Reducing heart attack tissue damage

Pharmaceutical companies have shifted their focus for cardioprotective drug development based on research conducted at the University of Bristol.

The treatment following a heart attack or stroke is to clear or bypass the block in the circulatory system and restore blood flow to the tissues of the heart and brain, respectively.

However, these tissues, which have been deprived of nutrients and oxygen as a result of the blockage, can become further damaged when the blood supply returns due to inflammation and oxidative stress.

This damage - known as reperfusion injury – is estimated to cause around half of the total tissue damage associated with a heart attack.

In 1995, Professor Andrew Halestrap, in Bristol’s School of Biochemistry, demonstrated that a pore in the membrane of mitochondria – the cell’s power producing organelle – opened during reperfusion injury in the heart.

Since then, Professor Halestrap has been unravelling the molecular mechanism behind this pore, which is known as the mitochondrial permeability transition pore (MPTP). His findings have helped inform the development of novel therapies that inhibit the opening of the pore, thereby protecting tissues from reperfusion injury.

“Since the early 1990s, our research has been developing a better understanding of the pore,” said Professor Halestrap. “We had published a lot on its role in reperfusion injury and how myocardial protection can be improved by influencing the pore opening. However, it wasn’t until the early 2000s that other research groups, which are more clinically related, saw the significance and took it into a much wider clinical setting.”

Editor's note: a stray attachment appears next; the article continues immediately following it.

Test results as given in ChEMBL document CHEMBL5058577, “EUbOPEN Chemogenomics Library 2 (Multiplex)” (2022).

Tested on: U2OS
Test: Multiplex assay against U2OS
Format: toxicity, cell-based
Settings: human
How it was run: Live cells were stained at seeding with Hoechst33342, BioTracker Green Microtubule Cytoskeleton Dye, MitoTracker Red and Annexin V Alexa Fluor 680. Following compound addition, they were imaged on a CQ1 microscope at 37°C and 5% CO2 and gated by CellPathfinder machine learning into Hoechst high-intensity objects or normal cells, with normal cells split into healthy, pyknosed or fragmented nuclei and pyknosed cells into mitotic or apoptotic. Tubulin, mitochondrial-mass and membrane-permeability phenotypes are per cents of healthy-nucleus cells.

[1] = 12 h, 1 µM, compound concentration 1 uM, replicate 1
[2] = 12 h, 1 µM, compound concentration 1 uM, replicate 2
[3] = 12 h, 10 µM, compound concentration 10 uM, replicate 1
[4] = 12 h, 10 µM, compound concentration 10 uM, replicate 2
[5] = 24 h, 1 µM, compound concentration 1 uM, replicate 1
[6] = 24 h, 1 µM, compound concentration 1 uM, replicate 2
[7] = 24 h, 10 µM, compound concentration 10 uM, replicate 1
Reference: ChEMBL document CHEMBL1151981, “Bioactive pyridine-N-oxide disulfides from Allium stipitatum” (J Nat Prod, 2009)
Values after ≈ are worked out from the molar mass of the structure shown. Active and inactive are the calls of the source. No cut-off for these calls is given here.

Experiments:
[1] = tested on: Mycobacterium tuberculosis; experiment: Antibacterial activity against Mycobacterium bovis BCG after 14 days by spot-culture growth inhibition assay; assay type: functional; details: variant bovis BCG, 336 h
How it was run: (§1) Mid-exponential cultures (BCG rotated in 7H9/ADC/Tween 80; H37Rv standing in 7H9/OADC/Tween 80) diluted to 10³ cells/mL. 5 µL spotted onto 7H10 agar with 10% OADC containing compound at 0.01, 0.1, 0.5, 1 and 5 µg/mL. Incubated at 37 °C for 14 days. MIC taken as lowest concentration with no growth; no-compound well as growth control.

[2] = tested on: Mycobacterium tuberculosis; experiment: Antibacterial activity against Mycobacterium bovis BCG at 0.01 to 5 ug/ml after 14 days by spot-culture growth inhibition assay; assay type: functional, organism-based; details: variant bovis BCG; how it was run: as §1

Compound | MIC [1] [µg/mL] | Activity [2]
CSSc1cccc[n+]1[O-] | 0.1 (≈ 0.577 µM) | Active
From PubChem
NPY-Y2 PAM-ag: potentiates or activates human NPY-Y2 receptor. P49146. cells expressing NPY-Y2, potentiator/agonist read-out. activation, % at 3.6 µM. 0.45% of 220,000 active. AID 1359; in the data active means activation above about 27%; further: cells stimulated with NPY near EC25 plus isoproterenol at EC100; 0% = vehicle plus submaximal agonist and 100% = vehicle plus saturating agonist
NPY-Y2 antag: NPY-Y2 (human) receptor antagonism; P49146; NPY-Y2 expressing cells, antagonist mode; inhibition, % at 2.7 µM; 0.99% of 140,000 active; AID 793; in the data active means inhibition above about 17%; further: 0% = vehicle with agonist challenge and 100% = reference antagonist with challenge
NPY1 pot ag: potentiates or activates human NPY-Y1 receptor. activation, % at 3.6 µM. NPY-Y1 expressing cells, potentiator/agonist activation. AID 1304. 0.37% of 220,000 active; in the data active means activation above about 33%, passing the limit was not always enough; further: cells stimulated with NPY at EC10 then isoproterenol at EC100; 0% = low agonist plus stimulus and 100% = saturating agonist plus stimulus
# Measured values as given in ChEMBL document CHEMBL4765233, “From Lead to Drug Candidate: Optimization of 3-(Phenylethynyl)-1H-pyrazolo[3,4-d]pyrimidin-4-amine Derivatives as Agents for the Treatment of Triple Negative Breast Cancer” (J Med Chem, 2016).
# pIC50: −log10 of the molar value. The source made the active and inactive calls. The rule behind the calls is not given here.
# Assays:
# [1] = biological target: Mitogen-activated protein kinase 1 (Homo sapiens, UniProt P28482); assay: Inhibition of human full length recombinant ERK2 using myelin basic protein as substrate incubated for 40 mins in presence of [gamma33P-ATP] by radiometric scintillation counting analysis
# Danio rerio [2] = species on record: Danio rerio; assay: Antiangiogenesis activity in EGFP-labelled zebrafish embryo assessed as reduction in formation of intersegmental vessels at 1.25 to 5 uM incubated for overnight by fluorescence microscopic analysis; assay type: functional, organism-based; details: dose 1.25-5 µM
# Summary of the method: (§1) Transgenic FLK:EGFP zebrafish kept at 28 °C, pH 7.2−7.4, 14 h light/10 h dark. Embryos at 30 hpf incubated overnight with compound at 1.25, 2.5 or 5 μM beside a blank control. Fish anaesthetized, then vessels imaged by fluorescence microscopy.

Interest in the MPTP was not only among clinical researchers.

Pharmaceutical companies began to consult with Professor Halestrap and shift their R&D efforts toward developing drugs that targeted the pore. The University of Bristol entered into a number of formal contracts with pharmaceutical companies, including Novartis, DebioPharm and Trophos. Halestrap’s research was influencing where industry was investing its money.

“[Halestrap’s research] has been a major influence in our decision to focus on inhibition of MPTP opening as the most promising target for protecting the heart from reperfusion injury,” said Dr Rebecca Pruss, Chief Scientific Officer for Trophos.

In 2011, Trophos was awarded a US Patent for their novel cardioprotective compound TRO40303, which has successfully completed Phase I clinical trials and is now in Phase II trials with 180 patients.

Other drugs targeting the MPTP that are undergoing clinical trials include Neurovive Pharmaceutical’s CicloMulsion® and NeuroSTAT® and Antipodean Pharmaceutical’s MitoQ.

At least seven clinical trials involving over 2,000 patients in nine European countries have been initiated to investigate drugs that target the MPTP either directly or indirectly.

Though the details of investment costs for each drug and each company are commercially sensitive, recent estimates have suggested that the out-of-pocket costs for industry to take a single drug from Phase I to Phase III clinical trials is around US $215-220 million (in 2011 USD; approximately £128- 132 million).

These new drug therapies are improving patient outcomes in preliminary clinical trials, with the potential to significantly reduce the amount of tissue damaged after a heart attack or stroke if approved as part of regular treatment protocols.

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